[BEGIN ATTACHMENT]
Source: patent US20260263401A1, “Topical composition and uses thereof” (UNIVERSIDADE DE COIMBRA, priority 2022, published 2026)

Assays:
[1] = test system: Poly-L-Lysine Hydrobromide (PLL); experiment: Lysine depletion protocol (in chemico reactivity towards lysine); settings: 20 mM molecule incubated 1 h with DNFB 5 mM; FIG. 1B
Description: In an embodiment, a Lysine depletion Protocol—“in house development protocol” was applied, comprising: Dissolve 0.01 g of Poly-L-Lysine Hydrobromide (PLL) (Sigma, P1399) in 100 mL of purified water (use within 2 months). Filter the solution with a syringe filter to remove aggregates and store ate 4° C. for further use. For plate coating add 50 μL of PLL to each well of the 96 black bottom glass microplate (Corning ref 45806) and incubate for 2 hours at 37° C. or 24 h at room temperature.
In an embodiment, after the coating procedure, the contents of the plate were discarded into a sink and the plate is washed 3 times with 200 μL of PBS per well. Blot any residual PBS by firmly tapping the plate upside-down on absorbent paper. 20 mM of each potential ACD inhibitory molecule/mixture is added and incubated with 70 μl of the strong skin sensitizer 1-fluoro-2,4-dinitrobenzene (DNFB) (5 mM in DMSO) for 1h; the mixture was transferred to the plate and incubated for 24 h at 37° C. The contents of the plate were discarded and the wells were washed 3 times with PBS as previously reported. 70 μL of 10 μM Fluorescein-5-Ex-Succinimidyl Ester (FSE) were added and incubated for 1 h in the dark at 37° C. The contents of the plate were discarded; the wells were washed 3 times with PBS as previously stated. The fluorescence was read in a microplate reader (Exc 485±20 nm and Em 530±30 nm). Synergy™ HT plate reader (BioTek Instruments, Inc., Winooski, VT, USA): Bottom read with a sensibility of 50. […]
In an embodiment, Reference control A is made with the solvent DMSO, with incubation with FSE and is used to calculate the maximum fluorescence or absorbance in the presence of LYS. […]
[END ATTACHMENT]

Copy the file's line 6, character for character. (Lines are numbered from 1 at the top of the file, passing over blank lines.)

In an embodiment, Reference control A is made with the solvent DMSO, with incubation with FSE and is used to calculate the maximum fluorescence or absorbance in the presence of LYS. […]